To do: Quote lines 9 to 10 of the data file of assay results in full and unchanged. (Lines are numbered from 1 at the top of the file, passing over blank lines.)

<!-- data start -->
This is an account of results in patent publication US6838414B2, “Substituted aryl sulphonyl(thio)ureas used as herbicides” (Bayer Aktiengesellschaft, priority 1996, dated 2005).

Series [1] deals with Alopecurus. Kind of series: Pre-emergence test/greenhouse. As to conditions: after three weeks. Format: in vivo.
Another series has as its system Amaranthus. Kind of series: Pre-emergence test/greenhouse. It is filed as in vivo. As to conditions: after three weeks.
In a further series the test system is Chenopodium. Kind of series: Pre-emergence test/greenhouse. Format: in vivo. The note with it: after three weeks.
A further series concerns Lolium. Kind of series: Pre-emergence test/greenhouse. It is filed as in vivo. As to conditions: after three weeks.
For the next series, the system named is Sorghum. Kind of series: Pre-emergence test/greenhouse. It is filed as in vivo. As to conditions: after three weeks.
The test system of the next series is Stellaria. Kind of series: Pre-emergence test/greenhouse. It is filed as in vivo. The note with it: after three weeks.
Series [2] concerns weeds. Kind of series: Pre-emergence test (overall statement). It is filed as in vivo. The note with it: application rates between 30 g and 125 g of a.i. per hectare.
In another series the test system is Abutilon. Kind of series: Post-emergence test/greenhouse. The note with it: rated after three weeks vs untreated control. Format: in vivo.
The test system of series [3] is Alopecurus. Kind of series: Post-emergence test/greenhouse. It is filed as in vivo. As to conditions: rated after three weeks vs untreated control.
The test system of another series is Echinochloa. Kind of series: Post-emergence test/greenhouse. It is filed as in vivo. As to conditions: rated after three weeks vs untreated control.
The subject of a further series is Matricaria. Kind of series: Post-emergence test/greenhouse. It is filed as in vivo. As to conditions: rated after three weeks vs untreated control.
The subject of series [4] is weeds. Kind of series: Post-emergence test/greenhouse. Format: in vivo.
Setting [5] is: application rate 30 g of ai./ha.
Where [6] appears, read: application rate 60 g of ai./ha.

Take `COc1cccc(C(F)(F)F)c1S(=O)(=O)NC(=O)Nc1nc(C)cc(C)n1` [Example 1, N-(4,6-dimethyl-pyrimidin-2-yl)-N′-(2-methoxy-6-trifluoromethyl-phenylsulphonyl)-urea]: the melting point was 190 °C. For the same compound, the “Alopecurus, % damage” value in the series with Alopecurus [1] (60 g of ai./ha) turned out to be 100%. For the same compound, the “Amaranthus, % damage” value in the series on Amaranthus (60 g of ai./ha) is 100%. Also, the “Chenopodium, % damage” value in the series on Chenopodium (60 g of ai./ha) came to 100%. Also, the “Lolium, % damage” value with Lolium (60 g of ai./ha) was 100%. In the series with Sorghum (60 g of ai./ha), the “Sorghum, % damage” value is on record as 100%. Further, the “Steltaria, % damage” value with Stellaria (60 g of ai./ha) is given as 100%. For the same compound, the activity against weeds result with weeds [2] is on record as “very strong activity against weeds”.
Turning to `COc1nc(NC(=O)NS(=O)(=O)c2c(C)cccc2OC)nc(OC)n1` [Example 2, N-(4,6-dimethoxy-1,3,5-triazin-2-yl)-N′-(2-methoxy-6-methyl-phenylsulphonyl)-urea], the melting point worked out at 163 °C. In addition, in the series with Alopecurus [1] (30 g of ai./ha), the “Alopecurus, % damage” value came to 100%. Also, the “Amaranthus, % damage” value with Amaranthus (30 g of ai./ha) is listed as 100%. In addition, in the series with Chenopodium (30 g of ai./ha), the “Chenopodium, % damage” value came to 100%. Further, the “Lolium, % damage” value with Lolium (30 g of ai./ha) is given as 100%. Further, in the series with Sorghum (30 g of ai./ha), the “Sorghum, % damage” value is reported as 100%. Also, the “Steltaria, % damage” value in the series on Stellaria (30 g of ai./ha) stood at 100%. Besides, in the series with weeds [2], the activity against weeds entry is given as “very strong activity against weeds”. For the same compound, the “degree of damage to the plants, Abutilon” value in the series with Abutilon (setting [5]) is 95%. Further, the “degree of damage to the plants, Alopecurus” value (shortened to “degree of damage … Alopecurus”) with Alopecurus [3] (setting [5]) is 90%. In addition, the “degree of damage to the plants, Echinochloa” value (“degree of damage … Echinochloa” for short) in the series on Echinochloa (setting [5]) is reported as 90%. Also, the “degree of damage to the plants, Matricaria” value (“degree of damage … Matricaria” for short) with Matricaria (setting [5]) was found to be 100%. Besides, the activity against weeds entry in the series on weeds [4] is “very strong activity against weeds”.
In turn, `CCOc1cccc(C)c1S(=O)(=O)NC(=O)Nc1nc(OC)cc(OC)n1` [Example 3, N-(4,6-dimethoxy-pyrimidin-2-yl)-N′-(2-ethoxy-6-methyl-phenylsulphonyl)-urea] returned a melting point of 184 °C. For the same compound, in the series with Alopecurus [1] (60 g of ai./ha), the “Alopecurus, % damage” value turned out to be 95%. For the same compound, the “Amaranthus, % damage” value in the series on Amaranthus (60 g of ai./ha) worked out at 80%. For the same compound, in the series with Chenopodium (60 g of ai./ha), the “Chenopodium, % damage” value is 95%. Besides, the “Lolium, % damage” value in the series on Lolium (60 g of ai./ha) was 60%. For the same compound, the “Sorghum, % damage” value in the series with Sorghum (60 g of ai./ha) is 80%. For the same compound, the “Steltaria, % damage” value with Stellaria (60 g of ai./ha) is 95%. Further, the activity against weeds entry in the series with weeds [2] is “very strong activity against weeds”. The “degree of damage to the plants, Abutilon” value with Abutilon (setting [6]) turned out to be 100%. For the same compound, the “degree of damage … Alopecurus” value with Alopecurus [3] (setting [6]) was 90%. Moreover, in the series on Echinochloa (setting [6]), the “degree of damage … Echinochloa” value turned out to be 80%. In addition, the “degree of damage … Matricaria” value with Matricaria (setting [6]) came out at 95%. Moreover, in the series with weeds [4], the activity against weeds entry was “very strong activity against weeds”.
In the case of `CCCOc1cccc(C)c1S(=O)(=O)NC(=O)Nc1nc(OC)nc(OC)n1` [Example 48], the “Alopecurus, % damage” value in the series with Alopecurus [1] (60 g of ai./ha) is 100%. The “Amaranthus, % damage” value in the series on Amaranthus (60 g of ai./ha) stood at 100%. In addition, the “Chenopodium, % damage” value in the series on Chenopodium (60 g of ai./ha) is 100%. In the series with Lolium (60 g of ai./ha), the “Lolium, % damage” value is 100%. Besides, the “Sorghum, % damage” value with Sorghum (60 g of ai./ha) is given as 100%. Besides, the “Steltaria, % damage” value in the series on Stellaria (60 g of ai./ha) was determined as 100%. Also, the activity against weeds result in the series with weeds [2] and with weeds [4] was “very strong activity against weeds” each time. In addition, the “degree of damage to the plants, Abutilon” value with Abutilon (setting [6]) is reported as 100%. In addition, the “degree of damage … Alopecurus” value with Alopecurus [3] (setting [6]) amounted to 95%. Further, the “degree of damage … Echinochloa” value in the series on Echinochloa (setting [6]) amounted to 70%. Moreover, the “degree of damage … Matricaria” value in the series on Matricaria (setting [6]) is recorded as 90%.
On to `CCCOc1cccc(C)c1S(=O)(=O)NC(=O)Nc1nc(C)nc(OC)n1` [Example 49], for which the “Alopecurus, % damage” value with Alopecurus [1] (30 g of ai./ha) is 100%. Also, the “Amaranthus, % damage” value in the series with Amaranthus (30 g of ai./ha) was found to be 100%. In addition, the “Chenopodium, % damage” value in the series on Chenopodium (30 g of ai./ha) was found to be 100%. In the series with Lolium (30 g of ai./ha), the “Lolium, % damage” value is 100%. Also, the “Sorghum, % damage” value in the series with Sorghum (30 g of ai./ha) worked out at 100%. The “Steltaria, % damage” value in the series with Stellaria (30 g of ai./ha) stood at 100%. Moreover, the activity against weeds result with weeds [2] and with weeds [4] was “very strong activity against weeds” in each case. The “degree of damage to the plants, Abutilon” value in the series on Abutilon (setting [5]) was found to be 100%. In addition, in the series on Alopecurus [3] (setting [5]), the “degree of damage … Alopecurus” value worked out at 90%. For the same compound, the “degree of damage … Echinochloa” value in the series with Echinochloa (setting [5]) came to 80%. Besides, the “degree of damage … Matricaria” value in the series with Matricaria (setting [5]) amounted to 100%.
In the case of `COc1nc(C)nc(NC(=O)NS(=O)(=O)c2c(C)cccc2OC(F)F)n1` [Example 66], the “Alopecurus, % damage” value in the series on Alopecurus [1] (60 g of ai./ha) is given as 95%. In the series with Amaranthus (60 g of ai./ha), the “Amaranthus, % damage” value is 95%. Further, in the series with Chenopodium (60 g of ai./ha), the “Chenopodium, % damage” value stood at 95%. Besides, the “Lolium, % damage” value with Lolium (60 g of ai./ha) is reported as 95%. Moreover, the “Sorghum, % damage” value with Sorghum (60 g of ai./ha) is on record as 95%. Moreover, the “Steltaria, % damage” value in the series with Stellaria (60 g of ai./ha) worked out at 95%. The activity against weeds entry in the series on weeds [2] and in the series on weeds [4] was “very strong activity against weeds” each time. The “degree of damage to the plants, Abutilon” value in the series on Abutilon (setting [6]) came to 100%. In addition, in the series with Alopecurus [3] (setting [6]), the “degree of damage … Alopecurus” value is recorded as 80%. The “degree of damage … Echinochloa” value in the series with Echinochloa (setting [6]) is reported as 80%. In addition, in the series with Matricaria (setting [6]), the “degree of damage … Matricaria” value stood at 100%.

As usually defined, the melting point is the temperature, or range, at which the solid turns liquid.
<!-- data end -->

In another series the test system is Abutilon. Kind of series: Post-emergence test/greenhouse. The note with it: rated after three weeks vs untreated control. Format: in vivo.
The test system of series [3] is Alopecurus. Kind of series: Post-emergence test/greenhouse. It is filed as in vivo. As to conditions: rated after three weeks vs untreated control.